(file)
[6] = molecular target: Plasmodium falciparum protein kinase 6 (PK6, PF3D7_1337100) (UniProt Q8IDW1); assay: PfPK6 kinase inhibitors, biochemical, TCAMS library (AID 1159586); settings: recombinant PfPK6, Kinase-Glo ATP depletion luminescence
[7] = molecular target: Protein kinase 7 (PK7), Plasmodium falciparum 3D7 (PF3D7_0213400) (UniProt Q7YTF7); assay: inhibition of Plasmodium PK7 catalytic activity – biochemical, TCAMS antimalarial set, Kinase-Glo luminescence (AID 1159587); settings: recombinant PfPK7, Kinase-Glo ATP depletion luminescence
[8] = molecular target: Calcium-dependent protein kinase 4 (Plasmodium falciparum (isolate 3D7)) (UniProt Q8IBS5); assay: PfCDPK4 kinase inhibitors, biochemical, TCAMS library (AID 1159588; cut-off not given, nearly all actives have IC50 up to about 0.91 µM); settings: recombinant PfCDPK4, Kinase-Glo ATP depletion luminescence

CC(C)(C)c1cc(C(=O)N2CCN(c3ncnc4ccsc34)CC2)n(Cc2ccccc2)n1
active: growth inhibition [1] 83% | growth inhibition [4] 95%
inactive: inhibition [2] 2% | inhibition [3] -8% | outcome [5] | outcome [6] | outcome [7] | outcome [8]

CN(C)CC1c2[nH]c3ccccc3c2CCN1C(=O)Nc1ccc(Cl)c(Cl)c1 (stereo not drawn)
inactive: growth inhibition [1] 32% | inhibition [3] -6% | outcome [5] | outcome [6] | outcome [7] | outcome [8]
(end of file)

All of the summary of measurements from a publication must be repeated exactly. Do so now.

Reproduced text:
[6] = molecular target: Plasmodium falciparum protein kinase 6 (PK6, PF3D7_1337100) (UniProt Q8IDW1); assay: PfPK6 kinase inhibitors, biochemical, TCAMS library (AID 1159586); settings: recombinant PfPK6, Kinase-Glo ATP depletion luminescence
[7] = molecular target: Protein kinase 7 (PK7), Plasmodium falciparum 3D7 (PF3D7_0213400) (UniProt Q7YTF7); assay: inhibition of Plasmodium PK7 catalytic activity – biochemical, TCAMS antimalarial set, Kinase-Glo luminescence (AID 1159587); settings: recombinant PfPK7, Kinase-Glo ATP depletion luminescence
[8] = molecular target: Calcium-dependent protein kinase 4 (Plasmodium falciparum (isolate 3D7)) (UniProt Q8IBS5); assay: PfCDPK4 kinase inhibitors, biochemical, TCAMS library (AID 1159588; cut-off not given, nearly all actives have IC50 up to about 0.91 µM); settings: recombinant PfCDPK4, Kinase-Glo ATP depletion luminescence

CC(C)(C)c1cc(C(=O)N2CCN(c3ncnc4ccsc34)CC2)n(Cc2ccccc2)n1
active: growth inhibition [1] 83% | growth inhibition [4] 95%
inactive: inhibition [2] 2% | inhibition [3] -8% | outcome [5] | outcome [6] | outcome [7] | outcome [8]

CN(C)CC1c2[nH]c3ccccc3c2CCN1C(=O)Nc1ccc(Cl)c(Cl)c1 (stereo not drawn)
inactive: growth inhibition [1] 32% | inhibition [3] -6% | outcome [5] | outcome [6] | outcome [7] | outcome [8]